Companion Society Meetings

International Academy of Cytology

How to Communicate Our Results Better

Sunday, March 18, 2018, 1:30 pm - 5:00 pm

Session Credits:

3 CME and 3 SAMs

Moderators:

Robert Y. Osamura, M.D., Ph.D., FIAC, International University of Health and Welfare, Nippon Koukan Hospital, Tokyo & Kawasaki, Japan
Fernando Schmitt, M.D., Ph.D., FIAC, Porto University and IPATIMUP, Porto, Portugal

Course Description:

This symposium will be led by the President of the International Academy of Cytology (IAC), Prof. Robert Osamura and by the General Secretary of IAC, Prof. Fernando Schmitt. After a short introduction, Prof. Schmitt will show the advantages of using common international nomenclatures and structured reports for better communication with clinicians and especially for better health care and management of patients. Following this introduction, all the Systems for Reporting Cytology used at this moment will be presented by speakers who were leaders or co-leaders of the working groups involved in the establishment of these systems. We will start with Dr. Ritu Nayar who will show the beginning of the history with the first system described for reporting gynecological cytology: The Bethesda System. The advantages of using a structured report were observed by all cytopathologists and was proposed for the first time for non-gynecological cytology on thyroid FNA. This system will be shown by Dr. Syed Ali one of the leaders of this proposal. Although these two systems were proposed in the United States, both rapidly gained an international acceptance. Subsequently, the international community of cytopathologists showed their willingness to participate actively in the other proposals for different organs. The first international system, co-sponsored by the IAC and the American Society of Cytology was proposed in Paris for an area where standardization of the reports was definitely needed: urine cytology. This system will be presented by Dr. Eva Wojcik one of the leaders of the proposal. Salivary gland cytology, a complex area, was the next system. The idea was born in Milan and the system gained the name The Milan System. Dr. Philippe Vielh, one of the promoters of the system will present the system. Finally, one type of cytology that despite showing a decrease in some centers is still in world-wide use, is breast FNA. In the last international congress of the IAC in Yokohama, a proposal was launched for structured reports in breast FNA. This is a work in progress and will be presented by one of the authors of the proposal, Prof. Andrew Field from Australia.

Learning Objectives:

Upon completion of this educational activity, the learner will be able to:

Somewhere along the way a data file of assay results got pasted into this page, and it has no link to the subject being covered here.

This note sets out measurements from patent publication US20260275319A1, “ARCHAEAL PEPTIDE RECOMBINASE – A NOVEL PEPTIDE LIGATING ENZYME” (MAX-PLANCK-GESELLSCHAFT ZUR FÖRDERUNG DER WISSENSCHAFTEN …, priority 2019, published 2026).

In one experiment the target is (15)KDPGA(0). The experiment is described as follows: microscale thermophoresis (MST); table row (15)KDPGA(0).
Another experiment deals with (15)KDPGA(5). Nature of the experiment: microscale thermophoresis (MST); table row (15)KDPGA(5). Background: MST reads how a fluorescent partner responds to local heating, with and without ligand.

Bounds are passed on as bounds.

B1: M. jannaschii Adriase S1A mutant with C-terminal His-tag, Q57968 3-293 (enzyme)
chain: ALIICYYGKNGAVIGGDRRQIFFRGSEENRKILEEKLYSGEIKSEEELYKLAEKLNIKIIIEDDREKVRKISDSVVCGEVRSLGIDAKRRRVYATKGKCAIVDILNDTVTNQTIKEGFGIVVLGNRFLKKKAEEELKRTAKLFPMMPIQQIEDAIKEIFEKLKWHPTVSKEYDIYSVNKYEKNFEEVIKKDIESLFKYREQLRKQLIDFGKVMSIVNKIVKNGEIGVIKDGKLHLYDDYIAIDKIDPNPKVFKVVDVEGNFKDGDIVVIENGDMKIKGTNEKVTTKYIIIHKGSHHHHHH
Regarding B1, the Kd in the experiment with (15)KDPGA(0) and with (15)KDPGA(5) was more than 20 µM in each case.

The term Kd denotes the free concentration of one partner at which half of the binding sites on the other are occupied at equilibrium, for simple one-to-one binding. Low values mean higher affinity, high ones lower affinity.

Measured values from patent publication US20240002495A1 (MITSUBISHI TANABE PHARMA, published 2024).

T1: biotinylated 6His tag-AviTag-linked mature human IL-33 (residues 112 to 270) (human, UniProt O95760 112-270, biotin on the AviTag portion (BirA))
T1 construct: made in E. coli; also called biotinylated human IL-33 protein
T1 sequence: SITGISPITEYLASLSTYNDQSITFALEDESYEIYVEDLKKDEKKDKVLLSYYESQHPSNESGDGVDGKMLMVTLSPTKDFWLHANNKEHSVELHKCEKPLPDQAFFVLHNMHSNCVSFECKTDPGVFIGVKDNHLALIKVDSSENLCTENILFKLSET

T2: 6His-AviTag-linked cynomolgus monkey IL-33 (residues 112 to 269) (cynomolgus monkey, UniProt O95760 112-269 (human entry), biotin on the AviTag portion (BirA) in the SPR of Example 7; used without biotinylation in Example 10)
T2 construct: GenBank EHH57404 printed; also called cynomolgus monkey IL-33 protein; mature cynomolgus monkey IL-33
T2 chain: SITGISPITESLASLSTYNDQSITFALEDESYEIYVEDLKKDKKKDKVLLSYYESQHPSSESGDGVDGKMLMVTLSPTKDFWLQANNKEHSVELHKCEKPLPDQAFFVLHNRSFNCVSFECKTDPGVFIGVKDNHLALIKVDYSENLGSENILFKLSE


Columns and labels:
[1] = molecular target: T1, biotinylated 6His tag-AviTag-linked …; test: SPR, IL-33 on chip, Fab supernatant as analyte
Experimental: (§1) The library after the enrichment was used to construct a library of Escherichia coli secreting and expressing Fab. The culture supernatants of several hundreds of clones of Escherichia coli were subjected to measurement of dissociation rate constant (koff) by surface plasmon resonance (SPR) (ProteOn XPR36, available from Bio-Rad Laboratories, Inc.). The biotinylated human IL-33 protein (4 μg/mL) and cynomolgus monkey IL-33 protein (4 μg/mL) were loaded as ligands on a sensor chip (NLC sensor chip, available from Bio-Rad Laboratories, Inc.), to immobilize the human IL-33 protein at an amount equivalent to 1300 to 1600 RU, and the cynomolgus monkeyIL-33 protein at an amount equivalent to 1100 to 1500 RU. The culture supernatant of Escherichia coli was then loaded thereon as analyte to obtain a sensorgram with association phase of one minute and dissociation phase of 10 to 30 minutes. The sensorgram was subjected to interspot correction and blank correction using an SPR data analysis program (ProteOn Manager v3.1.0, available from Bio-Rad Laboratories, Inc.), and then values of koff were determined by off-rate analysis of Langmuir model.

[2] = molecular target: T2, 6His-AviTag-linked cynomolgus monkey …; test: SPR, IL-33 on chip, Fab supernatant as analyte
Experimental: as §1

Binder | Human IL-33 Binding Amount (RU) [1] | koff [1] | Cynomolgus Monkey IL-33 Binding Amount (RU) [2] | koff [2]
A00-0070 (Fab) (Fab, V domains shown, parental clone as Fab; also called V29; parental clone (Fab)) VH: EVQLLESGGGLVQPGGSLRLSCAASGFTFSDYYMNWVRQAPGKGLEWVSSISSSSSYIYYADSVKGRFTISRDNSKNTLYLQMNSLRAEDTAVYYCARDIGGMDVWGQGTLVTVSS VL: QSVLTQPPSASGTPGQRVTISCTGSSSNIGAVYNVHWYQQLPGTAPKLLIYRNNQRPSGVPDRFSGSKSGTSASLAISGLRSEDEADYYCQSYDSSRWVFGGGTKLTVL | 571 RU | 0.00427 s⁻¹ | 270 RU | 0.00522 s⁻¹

• Identify the diagnostic issues and limitations of the different systems.
  • Discuss the new ancillary/molecular tests used in cytology.
  • Appreciate the clinical implications of cytologic interpretations.

 

1:30 PM Introduction
Robert Y. Osamura, M.D., Ph.D., FIAC, International University of Health and Welfare, Nippon Koukan Hospital, Tokyo & Kawasaki, Japan
1:40 PM Why Do You Need to Give Names?
Fernando Schmitt, M.D., Ph.D., FIAC, Porto University and IPATIMUP, Porto, Portugal
2:00 PM The Beginning of the History - The Bethesda System for Reporting Gynaecological Cytology
Ritu Nayar, M.D., MIAC, Northwestern Memorial University Hospital, Chicago, IL
2:30 PM Time for Non-gynaecological Cytology - The Bethesda System for Reporting of Thyroid Cytology
Syed Ali, M.D., FIAC, Johns Hopkins University, Baltimore, MD
3:30 PM From US to Europe - The Paris System for Reporting Urinary Cytology
Eva Wojcik, M.D., MIAC, Loyola University Medical Center, Maywood, IL
4:00 PM Spreading for Other Organs - The Milan System for Reporting Salivary Gland Cytology
Philippe Vielh, M.D., Ph.D., FIAC, Laboratorie National de Sante, Dudelange, Luxembourg
4:30 PM What is Coming Now? The Yokohama System for Reporting Breast FNA
Andrew Field, MBBS, FIAC, St. Vincents Hospital, Sydney, Australia

 

Continuing Medical Education and Maintenance of Certification

This activity has been planned and implemented in accordance with the accreditation requirements and policies of the Accreditation Council for Continuing Medical Education (ACCME) through the joint providership of The United States and Canadian Academy of Pathology and International Academy of Cytology. The United States and Canadian Academy of Pathology is accredited by the ACCME to provide continuing medical education for physicians.

The United States and Canadian Academy of Pathology designates this live activity for a maximum of
3 AMA PRA Category 1 Credits™. Physicians should claim only the credit commensurate with the extent of their participation in the activity.

The USCAP is approved by the American Board of Pathology (ABP) to offer Self-Assessment credits (SAMs) for the purpose of meeting the ABP requirements for Maintenance of Certification (MOC). Physicians must take and pass the post-test in order to claim SAMs credit.

Physicians can earn a maximum of 3 SAM credit hours.

 

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